1. Make tomato sauce: Pulse tomatoes with juice in tomatoes in food processor until finely chopped. Heat oil in a medium saucepan over medium heat. Add onion, garlic, and red pepper flakes. Cook, stirring constantly, until onion is tender, about 6 minutes. Add chopped tomatoes and juice. Bring to a boil. Reduce heat and simmer, stirring occasionally, until slightly thick, about 20 minutes. Season with salt. Let cool completely.

2. Make the stuffed cabbage: Bring a large pot of salted water to a boil. Add cabbage head, and cook until outer leaves are just tender, 3 to 4 minutes. Remove with a slotted spoon. Peel outer layers of leaves, and drain. Return remaining cabbage to water, and repeat until all leaves are cooked and removed. (I just peeled off a few leaves and blanched them independently of the remaining cabbage head). Pat each leaf dry with a kitchen towel. Select 12 large light-green leaves. Reserve remaining leaves for another use.

3. Preheat oven to 375 degrees. Using 2 forks, gently stir together beef, pork, rice, onion, parsley, paprika, and 1 tablespoon salt.

4. Working with 1 leaf at a time, trim thick part of rib with a paring knife, leaving leaf intact. Arrange about 1/2 cup filling (less for smaller leaves) in center of each leaf. Fold stem end of cabbage over filling. Fold in sides of cabbage. Carefully roll cabbage over to form a package, overlapping ends to seal. Transfer each, seam side down, to a large, shallow baking dish.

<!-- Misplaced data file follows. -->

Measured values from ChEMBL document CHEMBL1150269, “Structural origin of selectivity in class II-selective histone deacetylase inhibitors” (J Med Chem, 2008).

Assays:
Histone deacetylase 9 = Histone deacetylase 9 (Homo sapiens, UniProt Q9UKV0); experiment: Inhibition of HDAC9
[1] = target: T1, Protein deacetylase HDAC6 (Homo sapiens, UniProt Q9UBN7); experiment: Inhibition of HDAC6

5. Spread sauce over stuffed cabbage leaves. Cover with parchment-lined foil, and bake until cooked through and cabbage is tender, about 1 hour.


Angie Muresan said...

Laura, stuffed cabbage rolls have been a staple of my childhood. My mom's recipe is very similar to yours, but she serves hers with a sour cream sauce instead.

My Farmhouse Kitchen said...

There is something i have never made at home...but i LOVE them..we had a neighbor once who would bring them if we were sick..i wished i was sick more often..they were so good !

more later, my friend,

Terry B, Blue Kitchen said...

A thoughtful post, Laura. I'm another mutt like you, with German, English, maybe some Scottish and at least two Native American tribes thrown into the mix. I don't think much about any of this, though. Just think of myself as American. My approach in the kitchen follows this thinking. Because just about everyone has shown up on our shores, Americans are consummate borrowers of cuisines, techniques, ingredients... And that's just how I like it.

Melly/Melody/or Mel said...

I have holishkes up at my place too! I love them sooo much. My mom used to make them all the time.

Jaime said...

It's so funny, I was just looking at that recipe in the magazine the other and was drawn to it, but having never had stuffed cabbage I just wasn't sure if I should give it ago. I haven't stopped thinking about it, though, and seeing your post confirms to me that I have to give it a go!
xoxox, Jaime

Blog Widget by LinkWithin